A cross party group of MPs have written to the BBC’s director general, Tony Hall, and the incoming chair of its new governing body, David Clementi, to warn that the broadcaster’s reputation for impartiality may be under threat from its reporting style on Brexit. The letter claims that the BBC’s ‘’focus on ‘regretful’ leave voters, despite there being no polling shift towards remain since the referendum, has led some to believe it is putting its preconceptions before the facts’’.
The group of 72 MPs and 4 peers is comprised largely of Conservative MPs, but also members from Labour, UKIP and the DUP. They argue that “the posturing and private opinions of EU figures are too often presented as facts, without the vital context that they are talking tough ahead of the exit negotiations.”
The letter also added that “many leave-voting constituencies have felt that their views have been unfairly represented” by the BBC, which was “weakening the BBC’s bond with the 52% who voted leave and all who wish to make a success of the decision made”.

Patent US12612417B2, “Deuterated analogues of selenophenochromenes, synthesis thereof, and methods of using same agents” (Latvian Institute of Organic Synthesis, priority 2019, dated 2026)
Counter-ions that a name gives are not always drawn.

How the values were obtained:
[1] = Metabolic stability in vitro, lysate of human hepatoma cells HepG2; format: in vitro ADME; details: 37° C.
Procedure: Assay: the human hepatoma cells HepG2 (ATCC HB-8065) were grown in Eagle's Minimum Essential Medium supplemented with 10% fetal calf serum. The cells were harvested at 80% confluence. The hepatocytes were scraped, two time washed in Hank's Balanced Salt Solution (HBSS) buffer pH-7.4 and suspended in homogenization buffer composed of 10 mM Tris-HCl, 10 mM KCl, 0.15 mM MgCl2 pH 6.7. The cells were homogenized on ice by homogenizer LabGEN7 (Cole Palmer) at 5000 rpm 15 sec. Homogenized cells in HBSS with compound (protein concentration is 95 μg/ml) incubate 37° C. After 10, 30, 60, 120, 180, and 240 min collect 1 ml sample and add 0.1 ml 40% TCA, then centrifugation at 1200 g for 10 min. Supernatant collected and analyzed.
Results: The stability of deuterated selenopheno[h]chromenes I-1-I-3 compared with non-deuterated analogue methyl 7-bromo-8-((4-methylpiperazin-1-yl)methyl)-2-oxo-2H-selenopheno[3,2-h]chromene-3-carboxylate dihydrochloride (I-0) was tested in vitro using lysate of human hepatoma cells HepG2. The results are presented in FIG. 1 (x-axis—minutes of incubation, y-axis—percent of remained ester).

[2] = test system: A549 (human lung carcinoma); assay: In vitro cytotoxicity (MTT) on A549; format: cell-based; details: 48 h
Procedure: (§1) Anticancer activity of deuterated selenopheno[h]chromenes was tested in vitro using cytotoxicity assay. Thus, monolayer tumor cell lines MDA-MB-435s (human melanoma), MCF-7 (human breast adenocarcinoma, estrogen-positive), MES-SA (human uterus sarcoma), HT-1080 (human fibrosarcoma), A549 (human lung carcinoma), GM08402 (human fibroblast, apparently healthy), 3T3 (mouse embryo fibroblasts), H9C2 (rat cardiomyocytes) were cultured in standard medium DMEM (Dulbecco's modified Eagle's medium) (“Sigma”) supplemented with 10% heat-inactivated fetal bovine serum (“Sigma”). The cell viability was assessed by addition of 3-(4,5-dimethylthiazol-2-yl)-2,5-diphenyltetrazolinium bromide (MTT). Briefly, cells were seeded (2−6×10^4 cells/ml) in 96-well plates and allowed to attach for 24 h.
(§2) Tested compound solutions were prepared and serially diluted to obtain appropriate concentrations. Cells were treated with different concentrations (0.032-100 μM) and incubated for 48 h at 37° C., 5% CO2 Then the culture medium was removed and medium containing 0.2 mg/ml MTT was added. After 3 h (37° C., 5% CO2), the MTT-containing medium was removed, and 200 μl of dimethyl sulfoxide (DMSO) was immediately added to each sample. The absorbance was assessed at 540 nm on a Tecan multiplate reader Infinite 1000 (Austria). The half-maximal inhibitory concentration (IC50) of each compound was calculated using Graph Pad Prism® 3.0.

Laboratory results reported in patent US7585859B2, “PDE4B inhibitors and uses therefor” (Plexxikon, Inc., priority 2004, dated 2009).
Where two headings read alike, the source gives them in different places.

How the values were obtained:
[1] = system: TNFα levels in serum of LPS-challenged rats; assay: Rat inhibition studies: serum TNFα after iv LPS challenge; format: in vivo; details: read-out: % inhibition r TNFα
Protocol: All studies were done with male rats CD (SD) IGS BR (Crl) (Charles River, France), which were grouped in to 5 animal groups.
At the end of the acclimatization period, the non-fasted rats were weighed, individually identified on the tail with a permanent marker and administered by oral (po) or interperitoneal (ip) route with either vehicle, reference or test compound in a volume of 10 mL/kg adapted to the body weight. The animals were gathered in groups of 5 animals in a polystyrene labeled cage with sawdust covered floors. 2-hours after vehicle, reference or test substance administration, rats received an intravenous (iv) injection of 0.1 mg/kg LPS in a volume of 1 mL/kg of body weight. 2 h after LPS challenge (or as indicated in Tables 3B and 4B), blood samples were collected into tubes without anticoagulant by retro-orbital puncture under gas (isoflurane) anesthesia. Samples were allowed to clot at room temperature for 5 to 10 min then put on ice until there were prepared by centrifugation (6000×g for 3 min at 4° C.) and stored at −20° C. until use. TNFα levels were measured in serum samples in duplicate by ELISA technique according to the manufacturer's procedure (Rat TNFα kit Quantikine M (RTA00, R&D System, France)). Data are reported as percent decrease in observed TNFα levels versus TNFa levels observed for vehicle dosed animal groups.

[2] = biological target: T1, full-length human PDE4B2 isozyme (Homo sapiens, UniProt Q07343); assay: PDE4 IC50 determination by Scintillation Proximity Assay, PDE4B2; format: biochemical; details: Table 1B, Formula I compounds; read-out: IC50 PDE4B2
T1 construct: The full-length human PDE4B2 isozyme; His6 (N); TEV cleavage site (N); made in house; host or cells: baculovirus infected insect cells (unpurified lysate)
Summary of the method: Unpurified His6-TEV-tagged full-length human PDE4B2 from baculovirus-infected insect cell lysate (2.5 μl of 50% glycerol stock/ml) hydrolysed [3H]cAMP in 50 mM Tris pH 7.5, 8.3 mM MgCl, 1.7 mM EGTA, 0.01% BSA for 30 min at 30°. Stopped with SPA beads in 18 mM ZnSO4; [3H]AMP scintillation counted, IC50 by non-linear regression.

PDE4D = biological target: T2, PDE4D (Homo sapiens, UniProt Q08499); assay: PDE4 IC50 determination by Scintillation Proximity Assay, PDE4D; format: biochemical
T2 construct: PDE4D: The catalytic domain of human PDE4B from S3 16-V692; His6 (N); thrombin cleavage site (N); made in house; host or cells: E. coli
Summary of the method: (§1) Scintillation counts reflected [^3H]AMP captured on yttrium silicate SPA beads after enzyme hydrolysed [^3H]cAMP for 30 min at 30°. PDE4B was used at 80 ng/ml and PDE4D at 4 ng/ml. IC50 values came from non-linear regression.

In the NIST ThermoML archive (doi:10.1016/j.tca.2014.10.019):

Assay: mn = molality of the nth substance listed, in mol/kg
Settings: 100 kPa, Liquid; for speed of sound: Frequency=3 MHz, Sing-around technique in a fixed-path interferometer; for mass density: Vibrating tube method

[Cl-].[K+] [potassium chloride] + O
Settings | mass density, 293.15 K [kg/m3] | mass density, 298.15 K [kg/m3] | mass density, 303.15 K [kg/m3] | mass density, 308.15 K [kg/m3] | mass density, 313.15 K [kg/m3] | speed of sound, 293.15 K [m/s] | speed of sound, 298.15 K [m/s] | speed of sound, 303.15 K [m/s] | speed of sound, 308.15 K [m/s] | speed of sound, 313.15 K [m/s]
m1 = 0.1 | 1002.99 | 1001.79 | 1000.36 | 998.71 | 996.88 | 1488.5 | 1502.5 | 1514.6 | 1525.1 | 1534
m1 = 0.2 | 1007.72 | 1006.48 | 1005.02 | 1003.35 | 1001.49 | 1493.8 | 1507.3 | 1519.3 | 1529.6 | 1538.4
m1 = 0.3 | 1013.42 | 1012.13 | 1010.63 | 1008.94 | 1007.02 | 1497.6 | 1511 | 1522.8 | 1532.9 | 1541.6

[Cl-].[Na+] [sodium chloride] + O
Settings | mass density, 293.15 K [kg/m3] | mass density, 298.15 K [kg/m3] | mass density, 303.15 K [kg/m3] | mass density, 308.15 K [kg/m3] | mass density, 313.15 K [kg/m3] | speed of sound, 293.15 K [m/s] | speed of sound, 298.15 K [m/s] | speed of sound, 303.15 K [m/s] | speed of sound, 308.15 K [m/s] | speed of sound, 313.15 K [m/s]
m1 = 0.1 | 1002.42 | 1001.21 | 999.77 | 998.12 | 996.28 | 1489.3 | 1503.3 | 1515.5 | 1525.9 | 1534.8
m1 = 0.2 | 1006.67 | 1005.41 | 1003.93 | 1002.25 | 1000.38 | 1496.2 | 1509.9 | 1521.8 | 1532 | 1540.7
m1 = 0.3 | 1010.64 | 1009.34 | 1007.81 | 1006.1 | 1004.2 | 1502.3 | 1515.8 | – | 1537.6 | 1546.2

The BBC dismissed the accusations, drawing attention to the fact that there were no specific examples to support what it said were otherwise vague statements. It also argued that politicians from across the spectrum were held to account by its reporting, and that staff were given guidelines ahead of last June’s vote to ensure balance in reporting during the formal campaign period.
This isn’t the first time that the BBC has come under scrutiny regarding its impartiality: last year Sir Michael Lyons, a former BBC trust chair and Labour councillor, suggested that it may have shown bias in reporting over Labour and Jeremy Corbyn. It’s notable that complaints of bias have come from across the political spectrum, which highlights the difficulty in appearing impartial when it comes to reporting stories which have a subjective angle. In these cases, there will always be someone who disagrees with the tone and reasoning behind them.